And now, your friendly neighborhood “Spider” pan.
A disappointing follow-up to 2011’s “The Girl with the Dragon Tattoo,” “The Girl in the Spider’s Web” is a slow trudge devoid of suspense and adrenaline.
Without Oscar-nominated star Rooney Mara and director David Fincher of “Dragon,” the new movie doesn’t feel like a sequel, but rather a reboot that nobody asked for.
We first get reacquainted with Swedish hacker Lisbeth Salander (Claire Foy, the queen of “The Crown”) as she uses her formidable fighting and digital skills to help women prevail over dirtbag men. In the movie’s only good scene, she cleverly frees a wife from an abusive rich husband.
But she soon gets to flex her superagent muscles when she’s asked to hack into, and steal, a program from the agency that controls all the world’s nukes. Too bad it’s then swiped from her by a far more nefarious bunch of baddies. Lisbeth must pursue both the missing program and a kidnapped autistic child savant — a tedious cliche — who is the only person who knows the password.
Foy chops off a couple of syllables from Queen Elizabeth to take the reins as Lisbeth, the fearless heroine of Stieg Larsson’s best sellers. She’s also snipped whatever threads of emotion the icy Swede had to begin with: Next to Foy’s robotic Lisbeth, her queen looks like Adele.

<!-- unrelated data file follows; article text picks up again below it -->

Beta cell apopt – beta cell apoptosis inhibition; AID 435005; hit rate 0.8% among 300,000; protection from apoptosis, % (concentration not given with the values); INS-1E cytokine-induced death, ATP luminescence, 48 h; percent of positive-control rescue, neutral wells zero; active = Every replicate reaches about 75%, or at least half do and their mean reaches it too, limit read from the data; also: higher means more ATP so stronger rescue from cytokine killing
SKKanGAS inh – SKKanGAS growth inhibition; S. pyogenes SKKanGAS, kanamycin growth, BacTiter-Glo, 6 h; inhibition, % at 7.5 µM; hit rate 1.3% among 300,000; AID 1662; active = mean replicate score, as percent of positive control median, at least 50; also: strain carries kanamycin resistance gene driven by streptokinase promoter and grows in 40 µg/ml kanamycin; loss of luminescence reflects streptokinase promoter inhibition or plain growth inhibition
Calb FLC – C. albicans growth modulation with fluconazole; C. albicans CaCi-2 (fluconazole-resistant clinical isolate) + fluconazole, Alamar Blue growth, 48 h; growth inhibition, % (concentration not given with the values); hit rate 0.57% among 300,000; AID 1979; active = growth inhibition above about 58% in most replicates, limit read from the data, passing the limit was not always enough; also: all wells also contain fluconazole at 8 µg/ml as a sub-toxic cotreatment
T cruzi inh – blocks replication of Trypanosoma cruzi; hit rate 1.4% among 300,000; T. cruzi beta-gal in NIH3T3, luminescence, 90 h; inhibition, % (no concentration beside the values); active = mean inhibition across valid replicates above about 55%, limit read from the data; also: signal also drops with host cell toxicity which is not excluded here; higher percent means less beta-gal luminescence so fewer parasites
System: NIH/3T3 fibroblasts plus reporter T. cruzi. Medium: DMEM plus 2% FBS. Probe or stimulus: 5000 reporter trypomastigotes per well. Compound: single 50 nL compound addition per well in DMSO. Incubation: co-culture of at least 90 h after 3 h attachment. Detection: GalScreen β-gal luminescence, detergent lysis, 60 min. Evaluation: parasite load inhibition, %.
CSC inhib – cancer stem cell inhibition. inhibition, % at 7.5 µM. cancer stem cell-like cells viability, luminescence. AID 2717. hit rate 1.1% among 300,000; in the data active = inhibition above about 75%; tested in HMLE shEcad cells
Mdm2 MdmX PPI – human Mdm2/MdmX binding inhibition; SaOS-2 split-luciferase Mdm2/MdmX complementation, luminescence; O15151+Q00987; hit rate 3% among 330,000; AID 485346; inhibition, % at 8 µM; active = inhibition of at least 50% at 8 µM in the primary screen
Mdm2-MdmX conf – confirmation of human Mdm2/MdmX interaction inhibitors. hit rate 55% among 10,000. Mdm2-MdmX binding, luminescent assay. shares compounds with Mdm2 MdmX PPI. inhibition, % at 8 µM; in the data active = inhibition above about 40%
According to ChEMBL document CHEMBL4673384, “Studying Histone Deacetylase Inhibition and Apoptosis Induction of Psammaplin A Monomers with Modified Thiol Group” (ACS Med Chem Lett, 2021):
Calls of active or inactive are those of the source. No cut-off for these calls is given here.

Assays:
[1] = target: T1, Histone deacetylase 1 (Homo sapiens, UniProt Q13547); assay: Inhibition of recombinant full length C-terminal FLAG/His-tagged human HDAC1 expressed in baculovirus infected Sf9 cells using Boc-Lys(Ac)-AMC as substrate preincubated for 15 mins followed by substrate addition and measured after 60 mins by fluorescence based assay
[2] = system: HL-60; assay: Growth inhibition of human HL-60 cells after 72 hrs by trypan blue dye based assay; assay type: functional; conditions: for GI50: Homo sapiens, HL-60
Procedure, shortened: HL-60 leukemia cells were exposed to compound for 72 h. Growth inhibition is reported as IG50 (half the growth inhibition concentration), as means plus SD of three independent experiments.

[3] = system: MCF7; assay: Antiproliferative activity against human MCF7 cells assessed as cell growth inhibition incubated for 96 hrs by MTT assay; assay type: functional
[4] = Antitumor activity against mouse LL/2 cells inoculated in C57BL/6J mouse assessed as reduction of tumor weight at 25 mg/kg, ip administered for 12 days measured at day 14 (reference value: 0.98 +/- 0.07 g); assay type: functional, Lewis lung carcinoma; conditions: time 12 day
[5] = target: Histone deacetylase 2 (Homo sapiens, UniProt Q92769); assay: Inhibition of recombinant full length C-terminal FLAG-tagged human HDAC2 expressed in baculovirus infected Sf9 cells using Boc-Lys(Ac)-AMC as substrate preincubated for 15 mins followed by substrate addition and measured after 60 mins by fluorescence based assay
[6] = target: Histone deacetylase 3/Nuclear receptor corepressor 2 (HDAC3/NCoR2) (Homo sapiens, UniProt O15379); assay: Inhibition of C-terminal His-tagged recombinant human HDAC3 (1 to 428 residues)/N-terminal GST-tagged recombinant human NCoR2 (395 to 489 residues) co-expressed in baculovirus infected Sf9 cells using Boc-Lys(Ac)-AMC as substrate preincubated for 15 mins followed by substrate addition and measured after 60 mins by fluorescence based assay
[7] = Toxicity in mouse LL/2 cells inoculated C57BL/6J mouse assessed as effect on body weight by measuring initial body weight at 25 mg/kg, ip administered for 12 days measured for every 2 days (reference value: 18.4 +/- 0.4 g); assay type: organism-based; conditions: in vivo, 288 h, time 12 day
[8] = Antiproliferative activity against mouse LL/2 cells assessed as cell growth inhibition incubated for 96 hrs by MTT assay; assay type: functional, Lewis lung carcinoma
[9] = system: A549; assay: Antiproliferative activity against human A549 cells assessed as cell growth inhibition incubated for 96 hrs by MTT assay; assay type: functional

Still, you can’t blame an actor for the ho-hum story, which somehow manages to be confusing and obvious all at once. At times, figuring out who is good and bad is a struggle, and yet you can see every plot twist coming 1.6 kilometers away. That Foy’s co-stars — Lakeith Stanfield, a reformed hacker, and Sverrir Gudnason, a reporter — are so forgettable doesn’t help. Neither does the film’s finale, which is a ripoff of “Skyfall.”
“Spider’s Web” could be called “50 Shades of Gray” — not because its Lisbeth acts like a particularly nasty dominatrix, but because gray is the movie’s only color scheme. While it’s fun to watch happy Stockholm, where the film takes place, turned into a gloomy, crime-infested hellscape, the lack of color drags down the intensity.
For a movie in which the threat of global nuclear destruction constantly looms, the stakes are shockingly low.
If you want to really get your blood pumping, try a far better film — like “Charlotte’s Web.”
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